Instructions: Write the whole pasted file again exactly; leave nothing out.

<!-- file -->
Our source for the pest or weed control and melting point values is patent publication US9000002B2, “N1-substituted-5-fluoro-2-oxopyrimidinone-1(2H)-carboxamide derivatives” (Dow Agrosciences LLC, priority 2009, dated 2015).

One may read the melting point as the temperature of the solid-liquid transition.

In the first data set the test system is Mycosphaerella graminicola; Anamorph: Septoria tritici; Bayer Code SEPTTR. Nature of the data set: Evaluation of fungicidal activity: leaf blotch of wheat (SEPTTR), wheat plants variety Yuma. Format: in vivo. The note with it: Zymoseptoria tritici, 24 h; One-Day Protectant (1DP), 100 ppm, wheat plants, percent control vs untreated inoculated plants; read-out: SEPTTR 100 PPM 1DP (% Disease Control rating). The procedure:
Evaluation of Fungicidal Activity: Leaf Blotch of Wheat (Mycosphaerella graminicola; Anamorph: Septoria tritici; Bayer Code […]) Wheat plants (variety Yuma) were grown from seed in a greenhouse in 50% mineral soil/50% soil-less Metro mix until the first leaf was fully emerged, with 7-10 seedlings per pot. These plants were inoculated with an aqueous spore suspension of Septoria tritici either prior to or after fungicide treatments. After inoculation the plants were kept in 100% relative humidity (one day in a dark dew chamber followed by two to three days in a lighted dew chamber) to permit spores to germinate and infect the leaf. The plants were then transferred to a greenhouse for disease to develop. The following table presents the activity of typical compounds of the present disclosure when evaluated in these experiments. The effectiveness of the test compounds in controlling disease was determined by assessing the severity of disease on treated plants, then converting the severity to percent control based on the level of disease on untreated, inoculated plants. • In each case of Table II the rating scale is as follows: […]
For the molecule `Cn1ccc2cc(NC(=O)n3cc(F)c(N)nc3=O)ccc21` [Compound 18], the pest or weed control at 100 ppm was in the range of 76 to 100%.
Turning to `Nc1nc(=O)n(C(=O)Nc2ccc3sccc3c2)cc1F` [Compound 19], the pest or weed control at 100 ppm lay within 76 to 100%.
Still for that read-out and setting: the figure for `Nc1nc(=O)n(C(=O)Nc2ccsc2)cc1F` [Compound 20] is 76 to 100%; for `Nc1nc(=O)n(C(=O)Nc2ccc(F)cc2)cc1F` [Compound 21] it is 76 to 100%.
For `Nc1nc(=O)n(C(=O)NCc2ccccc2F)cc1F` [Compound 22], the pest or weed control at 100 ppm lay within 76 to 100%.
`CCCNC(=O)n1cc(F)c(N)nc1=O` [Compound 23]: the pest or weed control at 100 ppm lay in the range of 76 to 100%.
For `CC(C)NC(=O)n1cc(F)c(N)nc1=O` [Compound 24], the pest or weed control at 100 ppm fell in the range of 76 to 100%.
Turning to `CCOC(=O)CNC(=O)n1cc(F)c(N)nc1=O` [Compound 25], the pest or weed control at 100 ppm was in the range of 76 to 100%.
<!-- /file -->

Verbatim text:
Our source for the pest or weed control and melting point values is patent publication US9000002B2, “N1-substituted-5-fluoro-2-oxopyrimidinone-1(2H)-carboxamide derivatives” (Dow Agrosciences LLC, priority 2009, dated 2015).

One may read the melting point as the temperature of the solid-liquid transition.

In the first data set the test system is Mycosphaerella graminicola; Anamorph: Septoria tritici; Bayer Code SEPTTR. Nature of the data set: Evaluation of fungicidal activity: leaf blotch of wheat (SEPTTR), wheat plants variety Yuma. Format: in vivo. The note with it: Zymoseptoria tritici, 24 h; One-Day Protectant (1DP), 100 ppm, wheat plants, percent control vs untreated inoculated plants; read-out: SEPTTR 100 PPM 1DP (% Disease Control rating). The procedure:
Evaluation of Fungicidal Activity: Leaf Blotch of Wheat (Mycosphaerella graminicola; Anamorph: Septoria tritici; Bayer Code […]) Wheat plants (variety Yuma) were grown from seed in a greenhouse in 50% mineral soil/50% soil-less Metro mix until the first leaf was fully emerged, with 7-10 seedlings per pot. These plants were inoculated with an aqueous spore suspension of Septoria tritici either prior to or after fungicide treatments. After inoculation the plants were kept in 100% relative humidity (one day in a dark dew chamber followed by two to three days in a lighted dew chamber) to permit spores to germinate and infect the leaf. The plants were then transferred to a greenhouse for disease to develop. The following table presents the activity of typical compounds of the present disclosure when evaluated in these experiments. The effectiveness of the test compounds in controlling disease was determined by assessing the severity of disease on treated plants, then converting the severity to percent control based on the level of disease on untreated, inoculated plants. • In each case of Table II the rating scale is as follows: […]
For the molecule `Cn1ccc2cc(NC(=O)n3cc(F)c(N)nc3=O)ccc21` [Compound 18], the pest or weed control at 100 ppm was in the range of 76 to 100%.
Turning to `Nc1nc(=O)n(C(=O)Nc2ccc3sccc3c2)cc1F` [Compound 19], the pest or weed control at 100 ppm lay within 76 to 100%.
Still for that read-out and setting: the figure for `Nc1nc(=O)n(C(=O)Nc2ccsc2)cc1F` [Compound 20] is 76 to 100%; for `Nc1nc(=O)n(C(=O)Nc2ccc(F)cc2)cc1F` [Compound 21] it is 76 to 100%.
For `Nc1nc(=O)n(C(=O)NCc2ccccc2F)cc1F` [Compound 22], the pest or weed control at 100 ppm lay within 76 to 100%.
`CCCNC(=O)n1cc(F)c(N)nc1=O` [Compound 23]: the pest or weed control at 100 ppm lay in the range of 76 to 100%.
For `CC(C)NC(=O)n1cc(F)c(N)nc1=O` [Compound 24], the pest or weed control at 100 ppm fell in the range of 76 to 100%.
Turning to `CCOC(=O)CNC(=O)n1cc(F)c(N)nc1=O` [Compound 25], the pest or weed control at 100 ppm was in the range of 76 to 100%.